Date: 4/20/2003 Subject: Healing in the Aftermath
Friends and Family,
Communications are terribly difficult to access, I quite feel like a British Colonial soldier in the Sudan, mail filtering in once in a blue moon, completely disconnected from the reality of the world.
Please write, and when you do, use the following address. Stop writing before June 15th, as I will be hopefully on my way home. CPT Eric Lombardini 43rd MED DET (VS) (FWD) LSA ADDER APO AE 09331
I sat under my false bough of camouflage netting which I pretend are tree leaves. The soft wind of Iraq blowing gently over the landscape and with closed eyes I could be anywhere. I had washed in our field expedient shower, made up of plywood and bits of canvas, using cupfuls of water to rinse away the days of grime and dust. Feeling refreshed, I drank my morning coffee, German grounds I had gotten from some passing soldiers, traded for some local maps. Brewed dark and strong, strained through used filters, I started the day with the ritual of forgetting the surrounding chaos. On my lap was the strange choice of reading of a biography of a war surgeon. Somewhat like taking travel brochures to the mountains while sunning on the beaches of the Caribbean, but ironically, the words of a colleague enduring and surviving bring a somewhat tenuous solace.
An entomologist with whom I had worked at Fort Polk had swung through on her way to Baghdad, where she was going to be choosing a site to set up a forward hospital to support the ongoing humanitarian and reconstruction effort. I intended on showing her the few sights of this part of Iraq in between my own duties. I needed to check in with all of the military dogs to check their hydration. I had been battling stress induced colitis in all of the Air Force dogs, and was just recently getting them under control, while suddenly, the Army dogs were breaking with similar symptoms. So after a quick run through of the kennels and rounds with the kennel masters, I jumped back into the humvee to head outside of the perimeter with Major Caci and some of her colleagues.
I am located just next to the Ziggurat of Ur, a structure built 2,300 years before the birth of Christ. Daunting to see this massive pyramid which can only evoke awe. In its shadow are the foundation of a palace and a huge necropolis. The latter being a city dedicated to the dead, and as you walk through its cavernous length, you look down at the bones and shards of pottery sticking out through the sand. An amazing place. The Euphrates had once flowed over this area, but the passing millennia had changed its course, leaving only evidence of its waters in the shells which stud the ground acting as erstwhile jewelry to the Sumerian dead.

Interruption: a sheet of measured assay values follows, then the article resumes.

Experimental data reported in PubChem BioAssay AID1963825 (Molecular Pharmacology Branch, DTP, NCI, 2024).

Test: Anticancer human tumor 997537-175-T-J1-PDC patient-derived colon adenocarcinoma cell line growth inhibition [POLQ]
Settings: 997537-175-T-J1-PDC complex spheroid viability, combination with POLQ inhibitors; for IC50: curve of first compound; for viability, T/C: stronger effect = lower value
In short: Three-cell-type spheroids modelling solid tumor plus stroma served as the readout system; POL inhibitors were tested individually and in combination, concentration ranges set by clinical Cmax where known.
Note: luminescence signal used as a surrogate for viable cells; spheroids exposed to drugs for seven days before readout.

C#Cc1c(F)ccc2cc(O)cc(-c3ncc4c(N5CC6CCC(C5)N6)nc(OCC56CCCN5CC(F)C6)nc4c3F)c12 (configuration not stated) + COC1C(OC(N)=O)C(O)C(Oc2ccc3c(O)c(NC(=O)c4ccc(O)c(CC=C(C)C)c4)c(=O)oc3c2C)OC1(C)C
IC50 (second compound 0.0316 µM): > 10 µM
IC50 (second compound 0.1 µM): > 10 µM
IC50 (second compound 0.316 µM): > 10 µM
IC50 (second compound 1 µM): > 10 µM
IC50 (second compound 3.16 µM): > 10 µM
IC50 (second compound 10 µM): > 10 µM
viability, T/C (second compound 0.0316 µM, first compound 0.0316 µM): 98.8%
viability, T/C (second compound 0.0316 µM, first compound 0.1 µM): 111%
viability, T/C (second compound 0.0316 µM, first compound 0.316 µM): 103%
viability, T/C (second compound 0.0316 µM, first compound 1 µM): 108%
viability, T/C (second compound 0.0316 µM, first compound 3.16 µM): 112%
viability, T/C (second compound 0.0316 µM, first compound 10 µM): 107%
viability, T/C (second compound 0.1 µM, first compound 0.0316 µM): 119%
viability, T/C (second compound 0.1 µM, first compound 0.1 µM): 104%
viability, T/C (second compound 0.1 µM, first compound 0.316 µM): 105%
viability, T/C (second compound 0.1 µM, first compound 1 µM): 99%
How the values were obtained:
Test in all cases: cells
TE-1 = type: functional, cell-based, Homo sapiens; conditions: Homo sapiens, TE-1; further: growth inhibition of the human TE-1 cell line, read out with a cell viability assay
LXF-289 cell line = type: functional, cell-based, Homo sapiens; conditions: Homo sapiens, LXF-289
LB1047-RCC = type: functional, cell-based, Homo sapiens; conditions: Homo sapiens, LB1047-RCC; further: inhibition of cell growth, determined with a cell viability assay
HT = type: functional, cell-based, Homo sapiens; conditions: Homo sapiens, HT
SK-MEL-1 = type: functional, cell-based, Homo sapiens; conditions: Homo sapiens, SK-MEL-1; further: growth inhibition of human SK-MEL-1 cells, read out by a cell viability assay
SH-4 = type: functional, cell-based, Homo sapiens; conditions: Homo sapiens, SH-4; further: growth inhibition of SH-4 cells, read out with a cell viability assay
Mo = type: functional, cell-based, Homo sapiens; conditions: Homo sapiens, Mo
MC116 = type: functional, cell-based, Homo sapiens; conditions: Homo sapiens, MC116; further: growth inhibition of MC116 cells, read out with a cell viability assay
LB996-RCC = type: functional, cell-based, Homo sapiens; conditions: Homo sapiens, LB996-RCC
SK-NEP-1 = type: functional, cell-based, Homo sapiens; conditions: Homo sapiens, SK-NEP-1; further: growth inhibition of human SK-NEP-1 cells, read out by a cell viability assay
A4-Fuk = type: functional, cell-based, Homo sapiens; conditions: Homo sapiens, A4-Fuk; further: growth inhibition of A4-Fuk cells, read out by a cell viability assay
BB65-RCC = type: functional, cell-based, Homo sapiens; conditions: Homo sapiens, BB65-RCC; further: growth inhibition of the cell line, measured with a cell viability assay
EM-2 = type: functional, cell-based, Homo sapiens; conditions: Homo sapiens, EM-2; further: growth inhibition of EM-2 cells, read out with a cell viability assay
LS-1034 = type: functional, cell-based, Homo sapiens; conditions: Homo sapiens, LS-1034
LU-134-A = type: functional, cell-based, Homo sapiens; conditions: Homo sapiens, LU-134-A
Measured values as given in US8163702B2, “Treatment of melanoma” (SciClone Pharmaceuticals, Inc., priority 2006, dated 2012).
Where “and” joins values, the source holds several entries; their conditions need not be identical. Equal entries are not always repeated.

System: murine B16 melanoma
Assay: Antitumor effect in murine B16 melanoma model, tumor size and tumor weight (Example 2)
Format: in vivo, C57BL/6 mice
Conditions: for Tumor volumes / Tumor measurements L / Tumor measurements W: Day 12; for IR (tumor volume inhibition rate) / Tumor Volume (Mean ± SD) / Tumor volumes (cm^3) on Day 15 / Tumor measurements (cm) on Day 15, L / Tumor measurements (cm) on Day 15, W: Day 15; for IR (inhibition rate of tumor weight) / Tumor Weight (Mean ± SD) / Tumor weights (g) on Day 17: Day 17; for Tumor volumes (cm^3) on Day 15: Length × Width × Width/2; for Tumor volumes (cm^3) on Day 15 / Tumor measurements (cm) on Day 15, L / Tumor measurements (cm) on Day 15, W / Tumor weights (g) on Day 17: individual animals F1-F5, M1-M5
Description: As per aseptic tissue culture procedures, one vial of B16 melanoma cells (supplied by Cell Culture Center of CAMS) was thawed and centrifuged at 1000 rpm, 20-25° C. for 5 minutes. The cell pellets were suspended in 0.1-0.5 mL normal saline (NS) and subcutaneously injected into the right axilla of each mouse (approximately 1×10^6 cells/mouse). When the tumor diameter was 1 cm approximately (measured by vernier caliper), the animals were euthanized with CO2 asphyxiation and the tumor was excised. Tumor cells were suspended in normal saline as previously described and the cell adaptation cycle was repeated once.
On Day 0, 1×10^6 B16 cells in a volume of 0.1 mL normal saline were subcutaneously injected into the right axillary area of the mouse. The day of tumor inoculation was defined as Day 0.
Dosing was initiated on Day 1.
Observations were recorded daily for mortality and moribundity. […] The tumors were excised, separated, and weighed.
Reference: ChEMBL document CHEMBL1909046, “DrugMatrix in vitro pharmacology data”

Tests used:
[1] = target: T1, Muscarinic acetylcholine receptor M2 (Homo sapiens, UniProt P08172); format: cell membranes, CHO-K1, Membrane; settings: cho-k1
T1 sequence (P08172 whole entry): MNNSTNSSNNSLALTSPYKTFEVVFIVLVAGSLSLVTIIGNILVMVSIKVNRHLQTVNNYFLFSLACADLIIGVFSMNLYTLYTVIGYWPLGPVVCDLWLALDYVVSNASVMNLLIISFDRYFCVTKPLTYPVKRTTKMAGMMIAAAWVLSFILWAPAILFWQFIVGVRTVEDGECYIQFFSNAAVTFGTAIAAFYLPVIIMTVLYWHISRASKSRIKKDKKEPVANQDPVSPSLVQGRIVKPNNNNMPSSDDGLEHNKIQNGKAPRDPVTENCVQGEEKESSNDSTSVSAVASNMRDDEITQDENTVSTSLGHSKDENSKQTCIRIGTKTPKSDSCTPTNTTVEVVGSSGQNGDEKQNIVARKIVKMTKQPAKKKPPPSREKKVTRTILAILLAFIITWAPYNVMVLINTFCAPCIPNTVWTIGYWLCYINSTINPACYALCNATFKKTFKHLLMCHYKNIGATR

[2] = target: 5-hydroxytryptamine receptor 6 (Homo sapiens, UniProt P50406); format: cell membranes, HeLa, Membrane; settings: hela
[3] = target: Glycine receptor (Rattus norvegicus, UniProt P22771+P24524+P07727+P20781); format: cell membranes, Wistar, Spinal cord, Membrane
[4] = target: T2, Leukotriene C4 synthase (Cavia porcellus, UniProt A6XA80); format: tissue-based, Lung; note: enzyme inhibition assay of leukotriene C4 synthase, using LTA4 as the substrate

The noon sun rose over our heads, baking us in our kevlars and flak vests. I had a mission scheduled for one o’clock which I was loathe to miss, so I rushed the end of my tour guide duties and got my charges back inside the protection of the gate.
I was going to be joining the hospital commander and some of his senior clinicians in a reconnaissance mission of some local villages to see what we could offer. There are so many animals here…Sheep, goats, cows, camels, donkeys, horses…so much potential work. Our convoy left out with the requisite force protection vehicles: armored military police with fifty caliber guns mounted on their transport, and we lumbered down the roads into an area of green that I had seen from atop the ziggurat, but until today had not been to. We crossed over ponds and small rivers, likely all effluent from the Euphrates, dammed up near Baghdad. Here the desert turned into a garden, wheat fields and palm trees dancing gently in the wind, such a dramatic change in the muted colors of Tallil. Birds surfed above the wheat heads, as the crops moved in waves with the warm wind.
In the middle of a dry stream bed lay two burnt out hulls of former soviet tanks, excess following the fall of the Iron Curtain which had been sold to the Iraqi regime and destroyed by flights of the A-10 “thunderbolts”, aptly named “tank-killers”. We drove into the main square of the sedentary Bedouin village, where a huge tent with open sides was set. Inside, woven rugs of reeds were laid, covered by thick oriental rugs. We removed our combat boots and entered under the smoky eaves. Inside a stone stove heated giant brass teapots, and a man in pantaloons squatted over a silver handled pan filled with coffee beans which he constantly stirred as he warmed them over coals.